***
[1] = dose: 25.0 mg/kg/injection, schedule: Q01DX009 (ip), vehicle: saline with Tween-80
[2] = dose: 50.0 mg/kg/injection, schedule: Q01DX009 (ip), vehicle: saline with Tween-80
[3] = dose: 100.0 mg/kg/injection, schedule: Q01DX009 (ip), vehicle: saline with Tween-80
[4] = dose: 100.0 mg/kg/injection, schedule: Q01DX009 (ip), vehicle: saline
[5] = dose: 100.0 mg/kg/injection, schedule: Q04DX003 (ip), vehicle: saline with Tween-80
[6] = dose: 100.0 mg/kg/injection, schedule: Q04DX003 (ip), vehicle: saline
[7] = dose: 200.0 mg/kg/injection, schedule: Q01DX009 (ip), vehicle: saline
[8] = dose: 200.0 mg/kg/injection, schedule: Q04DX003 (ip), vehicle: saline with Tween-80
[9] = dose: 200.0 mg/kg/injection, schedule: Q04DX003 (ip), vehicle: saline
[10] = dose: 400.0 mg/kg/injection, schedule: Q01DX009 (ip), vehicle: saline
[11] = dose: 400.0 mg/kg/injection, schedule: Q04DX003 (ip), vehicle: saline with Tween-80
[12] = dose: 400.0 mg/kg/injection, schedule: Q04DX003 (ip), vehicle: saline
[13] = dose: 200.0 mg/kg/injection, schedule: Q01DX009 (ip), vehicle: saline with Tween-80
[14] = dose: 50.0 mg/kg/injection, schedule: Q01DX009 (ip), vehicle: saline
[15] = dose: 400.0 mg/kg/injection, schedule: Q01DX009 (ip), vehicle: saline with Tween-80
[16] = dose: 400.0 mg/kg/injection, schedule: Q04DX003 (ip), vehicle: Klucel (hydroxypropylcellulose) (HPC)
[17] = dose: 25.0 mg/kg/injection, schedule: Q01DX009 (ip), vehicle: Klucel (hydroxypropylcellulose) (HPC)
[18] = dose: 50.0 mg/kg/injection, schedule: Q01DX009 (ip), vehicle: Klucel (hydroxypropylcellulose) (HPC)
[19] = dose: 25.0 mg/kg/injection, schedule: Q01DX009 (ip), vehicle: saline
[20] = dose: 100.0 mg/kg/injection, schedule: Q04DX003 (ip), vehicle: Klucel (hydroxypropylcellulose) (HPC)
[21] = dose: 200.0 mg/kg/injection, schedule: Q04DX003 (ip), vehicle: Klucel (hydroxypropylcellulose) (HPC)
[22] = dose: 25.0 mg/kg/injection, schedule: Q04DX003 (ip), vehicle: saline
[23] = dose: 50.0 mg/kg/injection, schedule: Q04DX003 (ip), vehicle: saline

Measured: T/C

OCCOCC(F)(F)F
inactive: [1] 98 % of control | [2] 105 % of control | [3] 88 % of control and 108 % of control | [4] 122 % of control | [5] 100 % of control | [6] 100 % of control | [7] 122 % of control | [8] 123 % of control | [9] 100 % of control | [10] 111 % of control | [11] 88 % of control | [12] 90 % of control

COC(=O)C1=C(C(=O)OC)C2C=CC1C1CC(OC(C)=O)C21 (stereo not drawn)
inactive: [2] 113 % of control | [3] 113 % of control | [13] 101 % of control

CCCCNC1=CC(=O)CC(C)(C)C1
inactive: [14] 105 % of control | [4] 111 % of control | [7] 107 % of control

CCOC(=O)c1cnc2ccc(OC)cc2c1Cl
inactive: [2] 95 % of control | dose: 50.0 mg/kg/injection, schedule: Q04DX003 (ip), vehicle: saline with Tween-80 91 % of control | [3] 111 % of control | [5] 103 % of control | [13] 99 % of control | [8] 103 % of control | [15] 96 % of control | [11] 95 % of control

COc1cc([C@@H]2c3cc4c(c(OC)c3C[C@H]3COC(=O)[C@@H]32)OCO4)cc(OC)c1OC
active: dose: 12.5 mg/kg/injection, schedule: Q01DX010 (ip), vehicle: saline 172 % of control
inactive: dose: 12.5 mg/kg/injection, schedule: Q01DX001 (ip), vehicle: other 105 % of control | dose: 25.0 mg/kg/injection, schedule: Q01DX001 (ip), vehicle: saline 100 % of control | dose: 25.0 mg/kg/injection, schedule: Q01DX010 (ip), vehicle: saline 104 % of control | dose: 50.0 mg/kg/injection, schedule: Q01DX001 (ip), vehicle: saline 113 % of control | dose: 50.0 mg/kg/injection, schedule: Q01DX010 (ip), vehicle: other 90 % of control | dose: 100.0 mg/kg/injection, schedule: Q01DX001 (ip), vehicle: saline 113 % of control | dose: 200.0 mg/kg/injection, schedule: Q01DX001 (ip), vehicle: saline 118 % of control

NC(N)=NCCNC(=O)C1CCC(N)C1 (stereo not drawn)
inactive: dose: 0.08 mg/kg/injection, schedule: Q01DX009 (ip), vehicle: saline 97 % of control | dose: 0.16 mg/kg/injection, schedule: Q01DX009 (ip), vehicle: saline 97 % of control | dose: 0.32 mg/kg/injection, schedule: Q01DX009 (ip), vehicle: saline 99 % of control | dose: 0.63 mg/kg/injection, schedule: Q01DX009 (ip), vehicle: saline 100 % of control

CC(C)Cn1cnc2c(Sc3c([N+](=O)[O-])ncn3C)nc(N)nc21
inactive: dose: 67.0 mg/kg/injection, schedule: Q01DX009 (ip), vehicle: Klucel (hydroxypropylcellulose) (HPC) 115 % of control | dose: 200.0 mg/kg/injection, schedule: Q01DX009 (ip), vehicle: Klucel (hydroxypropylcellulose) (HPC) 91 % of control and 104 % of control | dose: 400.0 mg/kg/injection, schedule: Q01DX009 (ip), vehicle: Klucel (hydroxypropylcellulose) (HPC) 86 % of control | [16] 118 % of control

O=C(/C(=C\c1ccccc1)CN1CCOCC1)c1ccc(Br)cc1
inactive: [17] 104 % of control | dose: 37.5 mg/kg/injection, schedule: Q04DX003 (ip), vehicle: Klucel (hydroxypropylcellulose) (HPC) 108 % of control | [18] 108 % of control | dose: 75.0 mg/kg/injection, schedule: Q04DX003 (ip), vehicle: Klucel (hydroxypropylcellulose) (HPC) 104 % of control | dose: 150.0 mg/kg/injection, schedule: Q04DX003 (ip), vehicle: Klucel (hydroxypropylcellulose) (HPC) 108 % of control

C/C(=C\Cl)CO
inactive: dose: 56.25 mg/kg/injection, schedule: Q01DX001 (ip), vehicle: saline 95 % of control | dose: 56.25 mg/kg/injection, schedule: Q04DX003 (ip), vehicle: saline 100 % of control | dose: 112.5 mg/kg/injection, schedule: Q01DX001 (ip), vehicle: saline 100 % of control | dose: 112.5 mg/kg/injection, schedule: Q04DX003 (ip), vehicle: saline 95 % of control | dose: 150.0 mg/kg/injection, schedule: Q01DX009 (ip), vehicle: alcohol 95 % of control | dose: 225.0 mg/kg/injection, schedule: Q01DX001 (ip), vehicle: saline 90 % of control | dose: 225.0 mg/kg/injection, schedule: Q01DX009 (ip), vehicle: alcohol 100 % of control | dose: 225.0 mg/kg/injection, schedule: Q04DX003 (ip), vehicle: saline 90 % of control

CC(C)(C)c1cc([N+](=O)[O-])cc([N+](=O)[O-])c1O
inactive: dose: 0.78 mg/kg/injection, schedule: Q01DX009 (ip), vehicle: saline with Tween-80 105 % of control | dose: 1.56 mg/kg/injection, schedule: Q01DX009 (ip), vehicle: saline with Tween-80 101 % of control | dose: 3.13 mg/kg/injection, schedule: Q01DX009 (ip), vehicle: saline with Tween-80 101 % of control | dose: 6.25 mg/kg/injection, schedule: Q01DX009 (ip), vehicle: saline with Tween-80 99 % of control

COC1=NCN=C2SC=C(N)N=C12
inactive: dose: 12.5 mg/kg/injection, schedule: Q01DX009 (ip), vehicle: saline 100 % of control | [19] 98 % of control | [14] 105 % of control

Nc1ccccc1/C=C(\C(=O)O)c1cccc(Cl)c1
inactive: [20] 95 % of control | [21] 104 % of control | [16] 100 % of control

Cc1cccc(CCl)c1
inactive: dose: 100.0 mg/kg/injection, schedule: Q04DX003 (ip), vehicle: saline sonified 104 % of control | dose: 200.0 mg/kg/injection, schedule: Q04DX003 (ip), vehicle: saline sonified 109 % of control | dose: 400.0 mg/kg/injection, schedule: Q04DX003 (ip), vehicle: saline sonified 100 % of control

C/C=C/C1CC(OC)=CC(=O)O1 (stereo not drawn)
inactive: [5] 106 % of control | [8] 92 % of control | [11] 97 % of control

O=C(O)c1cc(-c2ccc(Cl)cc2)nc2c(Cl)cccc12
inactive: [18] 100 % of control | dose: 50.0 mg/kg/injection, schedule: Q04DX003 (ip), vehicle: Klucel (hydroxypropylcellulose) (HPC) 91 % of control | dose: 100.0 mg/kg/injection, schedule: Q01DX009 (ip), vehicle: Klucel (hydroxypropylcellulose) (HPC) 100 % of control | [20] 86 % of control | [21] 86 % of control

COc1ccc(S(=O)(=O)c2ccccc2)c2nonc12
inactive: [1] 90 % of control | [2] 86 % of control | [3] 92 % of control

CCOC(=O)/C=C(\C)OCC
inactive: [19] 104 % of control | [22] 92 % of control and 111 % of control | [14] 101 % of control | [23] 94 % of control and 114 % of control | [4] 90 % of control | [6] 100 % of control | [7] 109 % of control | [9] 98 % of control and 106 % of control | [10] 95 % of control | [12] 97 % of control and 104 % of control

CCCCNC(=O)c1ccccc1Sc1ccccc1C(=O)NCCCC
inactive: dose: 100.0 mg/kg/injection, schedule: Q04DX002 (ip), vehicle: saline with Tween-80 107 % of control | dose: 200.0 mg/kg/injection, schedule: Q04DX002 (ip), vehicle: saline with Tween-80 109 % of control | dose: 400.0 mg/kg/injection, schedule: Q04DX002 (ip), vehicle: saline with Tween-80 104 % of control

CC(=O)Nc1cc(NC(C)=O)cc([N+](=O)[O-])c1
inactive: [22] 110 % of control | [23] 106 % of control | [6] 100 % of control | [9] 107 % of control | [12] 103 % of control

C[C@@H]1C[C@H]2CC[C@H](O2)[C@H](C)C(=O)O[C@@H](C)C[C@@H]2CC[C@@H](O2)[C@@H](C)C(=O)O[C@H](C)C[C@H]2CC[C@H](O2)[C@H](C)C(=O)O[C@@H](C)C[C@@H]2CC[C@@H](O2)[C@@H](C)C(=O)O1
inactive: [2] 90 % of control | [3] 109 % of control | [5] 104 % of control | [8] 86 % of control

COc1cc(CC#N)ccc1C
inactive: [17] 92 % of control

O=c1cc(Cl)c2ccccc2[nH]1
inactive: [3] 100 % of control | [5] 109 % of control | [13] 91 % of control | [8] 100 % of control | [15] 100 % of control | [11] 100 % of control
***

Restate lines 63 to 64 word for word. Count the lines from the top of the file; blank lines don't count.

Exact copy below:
inactive: [22] 110 % of control | [23] 106 % of control | [6] 100 % of control | [9] 107 % of control | [12] 103 % of control

C[C@@H]1C[C@H]2CC[C@H](O2)[C@H](C)C(=O)O[C@@H](C)C[C@@H]2CC[C@@H](O2)[C@@H](C)C(=O)O[C@H](C)C[C@H]2CC[C@H](O2)[C@H](C)C(=O)O[C@@H](C)C[C@@H]2CC[C@@H](O2)[C@@H](C)C(=O)O1